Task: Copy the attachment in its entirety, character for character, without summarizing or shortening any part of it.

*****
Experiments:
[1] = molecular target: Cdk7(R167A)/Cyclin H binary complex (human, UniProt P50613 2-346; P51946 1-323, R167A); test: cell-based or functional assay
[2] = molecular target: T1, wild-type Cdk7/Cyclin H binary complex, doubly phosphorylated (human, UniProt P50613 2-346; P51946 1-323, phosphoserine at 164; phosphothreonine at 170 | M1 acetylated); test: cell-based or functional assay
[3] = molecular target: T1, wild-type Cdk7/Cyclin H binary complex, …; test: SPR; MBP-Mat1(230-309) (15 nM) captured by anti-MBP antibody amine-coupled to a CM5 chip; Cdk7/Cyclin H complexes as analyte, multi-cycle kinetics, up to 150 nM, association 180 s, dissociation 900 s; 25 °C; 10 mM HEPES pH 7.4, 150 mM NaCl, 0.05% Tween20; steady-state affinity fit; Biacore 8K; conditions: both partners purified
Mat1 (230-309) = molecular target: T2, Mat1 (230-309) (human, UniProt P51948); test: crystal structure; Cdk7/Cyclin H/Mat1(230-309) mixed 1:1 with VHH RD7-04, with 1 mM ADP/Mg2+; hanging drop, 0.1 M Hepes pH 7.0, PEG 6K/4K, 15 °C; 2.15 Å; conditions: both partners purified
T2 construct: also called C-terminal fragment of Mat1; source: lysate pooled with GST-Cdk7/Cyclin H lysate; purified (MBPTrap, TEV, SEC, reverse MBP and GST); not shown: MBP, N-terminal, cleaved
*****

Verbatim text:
Experiments:
[1] = molecular target: Cdk7(R167A)/Cyclin H binary complex (human, UniProt P50613 2-346; P51946 1-323, R167A); test: cell-based or functional assay
[2] = molecular target: T1, wild-type Cdk7/Cyclin H binary complex, doubly phosphorylated (human, UniProt P50613 2-346; P51946 1-323, phosphoserine at 164; phosphothreonine at 170 | M1 acetylated); test: cell-based or functional assay
[3] = molecular target: T1, wild-type Cdk7/Cyclin H binary complex, …; test: SPR; MBP-Mat1(230-309) (15 nM) captured by anti-MBP antibody amine-coupled to a CM5 chip; Cdk7/Cyclin H complexes as analyte, multi-cycle kinetics, up to 150 nM, association 180 s, dissociation 900 s; 25 °C; 10 mM HEPES pH 7.4, 150 mM NaCl, 0.05% Tween20; steady-state affinity fit; Biacore 8K; conditions: both partners purified
Mat1 (230-309) = molecular target: T2, Mat1 (230-309) (human, UniProt P51948); test: crystal structure; Cdk7/Cyclin H/Mat1(230-309) mixed 1:1 with VHH RD7-04, with 1 mM ADP/Mg2+; hanging drop, 0.1 M Hepes pH 7.0, PEG 6K/4K, 15 °C; 2.15 Å; conditions: both partners purified
T2 construct: also called C-terminal fragment of Mat1; source: lysate pooled with GST-Cdk7/Cyclin H lysate; purified (MBPTrap, TEV, SEC, reverse MBP and GST); not shown: MBP, N-terminal, cleaved